Generation has been moving full-speed ahead in our first year of operations—with much to report about our growing number of programs, promising early results, and progress on planning for the future.
We launched Generation in Fall 2014 in the US and Spain. We’re pleased to report that we are now live in all five of our countries, spanning eight cities. Our initial programs are focused on employment within four sectors: healthcare, technology, retail/sales, and skilled trades. We plan to reach more than 15 sites by the end of this year, with more to come moving forward.
Generation’s two most recent launches were in Delhi and Mexico City. Generation India is starting by training young people for roles in healthcare as General Duty Assistants (GDAs), and has established partnerships with IL&FS, four major Delhi-based hospitals and other agencies involved in delivering support services to students. In Mexico City, young people have the opportunity to launch their careers in the retail sector, with active recruiting for the first class going on now. Generation Mexico has partnered with Walmart and ANTAD, the leading retail association within the country, to design and launch the program.
We’ve had promising early results in employment and graduate outcomes from Generation. Here are highlights from three of our countries:
Generation Kenya’s first class of students already had 98% placement in financial services sales jobs by graduation date. Our bank employment partners typically only accept university degrees and even then only ten percent of candidates whom they interview. However, they accepted 80% of our Generation Kenya students, all of whom have only secondary school degrees. Generation Kenya students proved themselves through their ability to demonstrate specific skills needed for the role, which they learned through repeat and intensive fieldwork and interactive sessions.
In the United States, 93% of Generation graduates have passed the certification exam for the certified nursing assistant role, far surpassing the 50% national average pass rate—and approximately 85% of graduates have been placed into quality healthcare jobs within one month of passing their exam. And employers have commented on the high quality of our graduates. One, for example, was surprised that 100 percent of Generation graduates passed the organization’s behavioral test. Three employers that were not part of the original partnership asked to join after hearing about the program because they wanted to access the talent pool of our graduates—an example of how Generation can continue to grow.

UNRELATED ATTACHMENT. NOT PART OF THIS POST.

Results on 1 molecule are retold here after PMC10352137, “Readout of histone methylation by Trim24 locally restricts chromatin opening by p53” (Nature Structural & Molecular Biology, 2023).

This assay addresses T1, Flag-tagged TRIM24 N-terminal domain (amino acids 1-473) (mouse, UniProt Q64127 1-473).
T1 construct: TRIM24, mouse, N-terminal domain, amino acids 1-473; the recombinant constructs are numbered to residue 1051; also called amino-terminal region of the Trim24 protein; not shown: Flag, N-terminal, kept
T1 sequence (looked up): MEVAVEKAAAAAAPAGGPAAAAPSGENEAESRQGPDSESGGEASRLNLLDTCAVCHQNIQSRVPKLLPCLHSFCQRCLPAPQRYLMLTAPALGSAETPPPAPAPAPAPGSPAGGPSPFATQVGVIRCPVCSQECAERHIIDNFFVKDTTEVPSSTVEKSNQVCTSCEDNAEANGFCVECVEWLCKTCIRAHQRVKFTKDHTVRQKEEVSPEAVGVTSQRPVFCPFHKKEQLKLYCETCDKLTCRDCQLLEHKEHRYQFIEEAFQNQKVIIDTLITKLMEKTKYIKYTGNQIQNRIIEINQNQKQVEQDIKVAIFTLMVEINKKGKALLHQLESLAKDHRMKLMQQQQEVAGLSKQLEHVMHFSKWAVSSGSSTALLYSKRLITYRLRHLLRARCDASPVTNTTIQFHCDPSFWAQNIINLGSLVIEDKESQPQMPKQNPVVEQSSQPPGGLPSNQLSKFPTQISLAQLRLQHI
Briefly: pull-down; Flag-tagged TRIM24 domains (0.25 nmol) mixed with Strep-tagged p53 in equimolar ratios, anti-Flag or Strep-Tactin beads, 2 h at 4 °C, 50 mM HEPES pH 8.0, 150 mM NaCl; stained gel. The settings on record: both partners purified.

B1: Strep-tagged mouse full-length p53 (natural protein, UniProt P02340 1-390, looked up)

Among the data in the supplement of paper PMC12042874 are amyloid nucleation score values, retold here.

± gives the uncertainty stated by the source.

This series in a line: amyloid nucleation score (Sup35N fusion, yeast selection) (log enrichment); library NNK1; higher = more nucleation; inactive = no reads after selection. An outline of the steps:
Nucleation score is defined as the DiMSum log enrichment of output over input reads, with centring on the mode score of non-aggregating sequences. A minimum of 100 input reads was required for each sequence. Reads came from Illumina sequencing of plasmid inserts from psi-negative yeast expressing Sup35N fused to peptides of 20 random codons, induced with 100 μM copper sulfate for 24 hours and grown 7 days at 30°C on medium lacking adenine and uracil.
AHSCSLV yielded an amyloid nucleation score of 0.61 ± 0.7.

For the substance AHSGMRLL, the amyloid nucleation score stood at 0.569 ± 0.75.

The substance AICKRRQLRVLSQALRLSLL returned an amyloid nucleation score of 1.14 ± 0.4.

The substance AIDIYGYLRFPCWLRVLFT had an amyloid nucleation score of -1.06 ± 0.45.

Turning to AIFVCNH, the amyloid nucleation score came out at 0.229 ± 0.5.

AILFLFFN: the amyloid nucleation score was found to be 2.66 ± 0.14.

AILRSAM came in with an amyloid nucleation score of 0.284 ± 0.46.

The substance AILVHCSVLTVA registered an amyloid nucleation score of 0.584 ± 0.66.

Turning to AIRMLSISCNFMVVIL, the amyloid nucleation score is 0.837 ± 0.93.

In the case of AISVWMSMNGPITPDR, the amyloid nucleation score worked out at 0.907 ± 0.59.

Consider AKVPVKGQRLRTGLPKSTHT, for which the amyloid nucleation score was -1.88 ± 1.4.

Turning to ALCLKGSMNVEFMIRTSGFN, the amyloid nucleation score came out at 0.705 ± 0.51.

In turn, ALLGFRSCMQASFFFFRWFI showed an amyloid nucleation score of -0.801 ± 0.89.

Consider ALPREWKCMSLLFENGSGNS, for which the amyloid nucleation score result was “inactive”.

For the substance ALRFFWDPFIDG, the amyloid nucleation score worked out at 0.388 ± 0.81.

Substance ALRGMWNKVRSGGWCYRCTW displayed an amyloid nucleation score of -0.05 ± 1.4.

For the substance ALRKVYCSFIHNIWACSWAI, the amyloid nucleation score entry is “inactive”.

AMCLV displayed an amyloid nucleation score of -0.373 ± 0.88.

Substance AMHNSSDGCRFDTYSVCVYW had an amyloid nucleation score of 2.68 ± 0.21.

Ninety percent of our first Generation Spain classes have jobs and continue to be employed six months after graduation. They have been placed with over 50 businesses, most of which are small and medium-sized enterprises. And the second set of Generation Spain classes is on track for similar success—all this in a country where the youth unemployment rate is close to 50%.
Over time, we’ll be looking at a much broader range of program and employment measures (productivity and quality outcomes, speed to promotion, persistence in the role) as well as graduate well-being along a number of dimensions (net income, home ownership, social indicators, physical health and emotional well-being).
We are committed to measuring Generation’s impact in terms of return on investment for both employers and young people participating in this kind of training. We will assess this over the short-, medium- and long-term. For example, we’ll track students in a 15-year longitudinal study in order to understand the long-term impact on their well-being.
Working with Gallup, our research partner, we’ve spent the last few months finalizing our approach to address these research goals, developing survey tools and other collection instruments, and beginning to gather data in the countries where we have full program operations. For example, Gallup has interviewed over one third of all Generation USA graduates in Pittsburgh. In these open-ended, qualitative interviews, graduates discuss how their lives have changed as a result of participating in Generation, as well as their aspirations for the future.
Many graduates specify profound life changes since Generation including more confidence in the workplace, higher paid and more stable employment, and pride in providing high-quality and empathetic care to patients in their new roles as nursing assistants. For instance, one Generation graduate relayed that she was noticed and celebrated by the president of the University of Pittsburgh Medical Center for receiving so many recognition letters and cards from patients about her care and kind demeanor.
We’re excited by the progress, and we expect to have initial results to share in early 2016.